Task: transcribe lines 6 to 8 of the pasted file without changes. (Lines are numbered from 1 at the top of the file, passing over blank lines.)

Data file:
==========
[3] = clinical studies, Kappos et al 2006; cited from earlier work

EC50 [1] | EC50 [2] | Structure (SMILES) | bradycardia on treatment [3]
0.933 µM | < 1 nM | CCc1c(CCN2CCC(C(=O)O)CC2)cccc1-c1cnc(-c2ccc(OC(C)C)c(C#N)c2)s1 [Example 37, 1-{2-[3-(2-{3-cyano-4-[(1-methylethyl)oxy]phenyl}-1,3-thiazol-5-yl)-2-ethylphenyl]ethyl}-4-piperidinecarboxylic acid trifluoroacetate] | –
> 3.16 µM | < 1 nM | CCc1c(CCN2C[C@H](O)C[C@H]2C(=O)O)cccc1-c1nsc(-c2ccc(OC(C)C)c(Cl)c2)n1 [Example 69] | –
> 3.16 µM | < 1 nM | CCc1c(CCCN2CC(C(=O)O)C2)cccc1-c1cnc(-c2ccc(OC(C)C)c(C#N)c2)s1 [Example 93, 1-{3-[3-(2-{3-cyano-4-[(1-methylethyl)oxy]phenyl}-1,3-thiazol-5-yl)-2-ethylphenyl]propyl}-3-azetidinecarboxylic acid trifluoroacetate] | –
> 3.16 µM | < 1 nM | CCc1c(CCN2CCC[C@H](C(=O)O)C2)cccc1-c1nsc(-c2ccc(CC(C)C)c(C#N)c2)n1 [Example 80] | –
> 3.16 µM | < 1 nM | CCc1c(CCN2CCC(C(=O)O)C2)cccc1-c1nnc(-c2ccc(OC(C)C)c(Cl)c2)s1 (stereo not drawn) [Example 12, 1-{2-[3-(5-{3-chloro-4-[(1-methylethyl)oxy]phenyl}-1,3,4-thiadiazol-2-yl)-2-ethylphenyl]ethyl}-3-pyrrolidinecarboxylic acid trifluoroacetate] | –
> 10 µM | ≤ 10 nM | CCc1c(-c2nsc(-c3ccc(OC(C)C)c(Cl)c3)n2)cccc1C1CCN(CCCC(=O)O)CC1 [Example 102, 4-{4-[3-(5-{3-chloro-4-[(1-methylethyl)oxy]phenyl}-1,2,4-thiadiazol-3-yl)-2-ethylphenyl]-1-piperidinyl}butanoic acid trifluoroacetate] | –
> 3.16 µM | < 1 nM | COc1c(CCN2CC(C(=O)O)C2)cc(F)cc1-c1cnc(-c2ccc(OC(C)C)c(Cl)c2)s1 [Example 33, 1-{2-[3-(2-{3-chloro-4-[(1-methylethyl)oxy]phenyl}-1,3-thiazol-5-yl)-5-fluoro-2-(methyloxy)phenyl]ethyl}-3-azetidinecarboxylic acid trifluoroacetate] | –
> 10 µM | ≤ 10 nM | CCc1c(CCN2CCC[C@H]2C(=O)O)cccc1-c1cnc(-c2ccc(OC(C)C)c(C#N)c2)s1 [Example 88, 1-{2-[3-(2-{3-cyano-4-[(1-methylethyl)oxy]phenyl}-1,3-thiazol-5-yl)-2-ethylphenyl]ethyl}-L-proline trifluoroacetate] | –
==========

> 3.16 µM | < 1 nM | CCc1c(CCN2CCC[C@H](C(=O)O)C2)cccc1-c1nsc(-c2ccc(CC(C)C)c(C#N)c2)n1 [Example 80] | –
> 3.16 µM | < 1 nM | CCc1c(CCN2CCC(C(=O)O)C2)cccc1-c1nnc(-c2ccc(OC(C)C)c(Cl)c2)s1 (stereo not drawn) [Example 12, 1-{2-[3-(5-{3-chloro-4-[(1-methylethyl)oxy]phenyl}-1,3,4-thiadiazol-2-yl)-2-ethylphenyl]ethyl}-3-pyrrolidinecarboxylic acid trifluoroacetate] | –
> 10 µM | ≤ 10 nM | CCc1c(-c2nsc(-c3ccc(OC(C)C)c(Cl)c3)n2)cccc1C1CCN(CCCC(=O)O)CC1 [Example 102, 4-{4-[3-(5-{3-chloro-4-[(1-methylethyl)oxy]phenyl}-1,2,4-thiadiazol-3-yl)-2-ethylphenyl]-1-piperidinyl}butanoic acid trifluoroacetate] | –